Hundreds of drivers in Australia need not pay fines for recent driving infractions, after police determined the WannaCry virus infiltrated their road-side cameras.
A cyber virus, dubbed WannaCry, has infected 55 different speeding and red-light camera locations in Victoria.
The Department of Justice and Regulation said the virus was introduced to the system by mistake by a contractor via, apparently by an infected USB stick.
"Importantly, only three of those (tickets) resulted in loss of license infringements", said Acting Deputy Commissioner, Ross Guenther, at a press conference.
A system patch to prevent the virus from spreading further has been applied to the network of cameras.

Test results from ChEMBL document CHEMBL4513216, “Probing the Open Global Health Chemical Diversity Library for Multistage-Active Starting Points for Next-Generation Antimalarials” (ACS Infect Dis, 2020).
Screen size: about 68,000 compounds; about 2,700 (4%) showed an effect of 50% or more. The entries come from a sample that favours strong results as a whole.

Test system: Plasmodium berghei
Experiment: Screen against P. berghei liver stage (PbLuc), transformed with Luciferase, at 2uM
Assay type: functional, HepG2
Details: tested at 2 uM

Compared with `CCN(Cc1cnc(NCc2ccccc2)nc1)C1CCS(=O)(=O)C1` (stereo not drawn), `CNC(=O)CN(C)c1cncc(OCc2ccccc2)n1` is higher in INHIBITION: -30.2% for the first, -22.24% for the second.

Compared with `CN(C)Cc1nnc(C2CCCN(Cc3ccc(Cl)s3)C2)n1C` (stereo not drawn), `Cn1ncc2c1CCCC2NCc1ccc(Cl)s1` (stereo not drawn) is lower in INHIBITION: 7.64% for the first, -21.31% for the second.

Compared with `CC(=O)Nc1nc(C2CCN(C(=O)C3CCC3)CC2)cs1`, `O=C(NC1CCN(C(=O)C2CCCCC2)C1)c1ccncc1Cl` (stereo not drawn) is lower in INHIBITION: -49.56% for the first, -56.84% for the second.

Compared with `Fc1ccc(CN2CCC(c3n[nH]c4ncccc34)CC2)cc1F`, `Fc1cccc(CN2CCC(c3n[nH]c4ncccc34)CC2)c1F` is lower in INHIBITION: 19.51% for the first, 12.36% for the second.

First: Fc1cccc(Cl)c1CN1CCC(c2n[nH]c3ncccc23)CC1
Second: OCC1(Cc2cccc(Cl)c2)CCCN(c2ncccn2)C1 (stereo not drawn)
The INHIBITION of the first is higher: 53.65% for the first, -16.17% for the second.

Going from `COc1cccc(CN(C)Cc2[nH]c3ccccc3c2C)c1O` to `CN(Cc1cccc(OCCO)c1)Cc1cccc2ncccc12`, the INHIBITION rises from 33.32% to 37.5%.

More than 50 speed and red light cameras in the state have been affected by the malware.
"It's really important that we give the public some confidence around our camera system in Victoria".
Tech workers at the police became suspicious last week, after they began to notice the speed cameras rebooting themselves more often than usual. "The remaining sites will be rectified in the next couple of days".
Security researcher Matthieu Suiche said the virus was created to encrypt files on infected machines.
He said he would be meeting the Assistant Commissioner of Road and Policing, the Sherrif and the Traffic Camera Commissioner on Monday to start an inquiry into the matter.
A total of 55 cameras were impacted by the malware, which is able to lock down vital files and demand a ransom for their return, however officials stressed it was a targeted cyberattack.
He understood the virus tried to connect to the internet to encrypt the system - but the cameras are not linked to the web.
"These cameras are about saving lives; those cameras are still operating".